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A Google Ads-based global ad fraud campaign has generated millions of dollars

Experts have uncovered that fraudsters have leveraged clicks on Google Ad banners generated by visitors to an adult website to make massive profits.

Malwarebytes researchers, who discovered the campaign in the wild, detailed how an attacker had exploited a popular pornographic ad network to launch a popunder ad campaign.

It functions similarly to a pop-up, except instead of appearing on top of the current window, it appears underneath it. In this approach, the displayed advertisements will disappear when the browser is closed or minimised.

Ads that are “safe” for adults to see on pornographic sites

Then they developed a phoney news website that just republished articles from other sites. Numerous manuals, tutorials, and other instructional pieces are posted here. Due to the site’s lack of “adult material,” “gambling,” and “adult-oriented” content, it was approved to display advertisements from the Google Ads network.

Then, an iframe displaying material from the TXXX pornographic site was superimposed on top of the original site.

When a user leaves an adult website, they may be presented with a popunder for TXXX, which may appear appropriate. If the visitor tries to play one of the videos, they will really be playing an advertisement and the fraudsters will get money. Google’s advertising policy expressly forbids any kind of pornographic material, although in practise, users from adult-oriented websites often click on Google Ads network advertisements.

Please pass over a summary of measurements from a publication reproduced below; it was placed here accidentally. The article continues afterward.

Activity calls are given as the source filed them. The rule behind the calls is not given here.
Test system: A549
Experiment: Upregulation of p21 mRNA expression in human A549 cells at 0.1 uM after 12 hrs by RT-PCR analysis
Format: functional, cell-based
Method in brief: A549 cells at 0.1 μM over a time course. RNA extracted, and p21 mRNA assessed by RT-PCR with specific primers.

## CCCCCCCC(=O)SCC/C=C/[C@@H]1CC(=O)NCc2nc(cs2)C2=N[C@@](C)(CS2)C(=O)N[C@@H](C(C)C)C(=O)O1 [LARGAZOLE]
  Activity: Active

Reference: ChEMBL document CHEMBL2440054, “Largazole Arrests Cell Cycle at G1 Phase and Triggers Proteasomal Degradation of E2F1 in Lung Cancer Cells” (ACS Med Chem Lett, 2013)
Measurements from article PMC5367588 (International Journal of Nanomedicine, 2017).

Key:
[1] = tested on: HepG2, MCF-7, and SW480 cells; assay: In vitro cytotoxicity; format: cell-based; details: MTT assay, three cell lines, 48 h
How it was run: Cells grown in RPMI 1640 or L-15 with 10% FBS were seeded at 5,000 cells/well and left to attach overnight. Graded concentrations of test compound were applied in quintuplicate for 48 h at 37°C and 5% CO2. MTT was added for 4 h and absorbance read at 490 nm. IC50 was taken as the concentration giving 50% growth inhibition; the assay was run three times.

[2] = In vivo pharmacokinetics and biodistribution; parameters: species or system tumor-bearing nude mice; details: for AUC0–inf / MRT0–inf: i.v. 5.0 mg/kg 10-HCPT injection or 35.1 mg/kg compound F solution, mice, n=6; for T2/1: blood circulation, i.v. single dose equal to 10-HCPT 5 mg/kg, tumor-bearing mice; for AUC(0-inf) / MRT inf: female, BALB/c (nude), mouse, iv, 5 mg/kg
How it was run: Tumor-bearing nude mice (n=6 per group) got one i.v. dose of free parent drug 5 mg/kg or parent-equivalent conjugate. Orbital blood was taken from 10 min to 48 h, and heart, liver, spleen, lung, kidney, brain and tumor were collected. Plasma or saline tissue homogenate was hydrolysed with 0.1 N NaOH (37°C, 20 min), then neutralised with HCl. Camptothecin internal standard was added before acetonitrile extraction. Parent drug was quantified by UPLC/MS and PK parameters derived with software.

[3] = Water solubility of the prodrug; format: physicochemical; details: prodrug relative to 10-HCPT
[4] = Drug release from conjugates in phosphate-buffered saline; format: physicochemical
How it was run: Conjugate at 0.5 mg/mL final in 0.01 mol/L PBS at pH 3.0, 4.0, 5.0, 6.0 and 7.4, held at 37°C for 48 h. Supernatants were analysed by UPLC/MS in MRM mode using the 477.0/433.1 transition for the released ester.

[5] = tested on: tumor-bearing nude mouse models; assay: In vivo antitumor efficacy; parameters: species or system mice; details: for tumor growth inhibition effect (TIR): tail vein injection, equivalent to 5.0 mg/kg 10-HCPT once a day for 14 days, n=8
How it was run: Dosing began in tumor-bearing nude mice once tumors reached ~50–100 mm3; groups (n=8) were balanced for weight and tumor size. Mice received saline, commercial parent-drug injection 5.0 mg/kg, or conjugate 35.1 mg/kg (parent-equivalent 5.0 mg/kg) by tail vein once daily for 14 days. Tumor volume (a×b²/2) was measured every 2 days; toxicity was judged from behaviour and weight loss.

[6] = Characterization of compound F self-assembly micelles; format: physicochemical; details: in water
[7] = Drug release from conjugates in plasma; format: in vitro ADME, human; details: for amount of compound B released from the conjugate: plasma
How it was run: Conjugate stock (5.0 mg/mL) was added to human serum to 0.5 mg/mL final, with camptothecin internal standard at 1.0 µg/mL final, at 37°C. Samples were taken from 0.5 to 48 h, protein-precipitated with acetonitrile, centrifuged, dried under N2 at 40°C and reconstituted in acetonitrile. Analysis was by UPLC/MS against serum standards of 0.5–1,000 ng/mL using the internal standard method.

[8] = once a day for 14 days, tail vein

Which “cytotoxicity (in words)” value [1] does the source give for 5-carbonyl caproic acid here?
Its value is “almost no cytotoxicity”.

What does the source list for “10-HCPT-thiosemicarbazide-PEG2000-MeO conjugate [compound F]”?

It doesn’t matter whether the user interacts with the ad or not; fraudsters still benefit from it loading on the page since ad networks compensate publishers for each impression. So, every nine seconds, both the phoney news and the advertisements on it are completely updated.

According to Malwarebytes, the typical cost per thousand impressions (CMP) for popunders may be as little as$0.05, and the threat actor behind the scam likely made a lot of money because of the high volume of traffic to pornographic sites.

According to Malwarebytes’ calculations, the campaign, which has since been shut down, resulted in 76 million monthly ad impressions, which, at a cost per thousand (CPM) of $3.50, equates to monthly income of $276,000.

The identity of the threat actor is unclear, however they are believed to be Russian.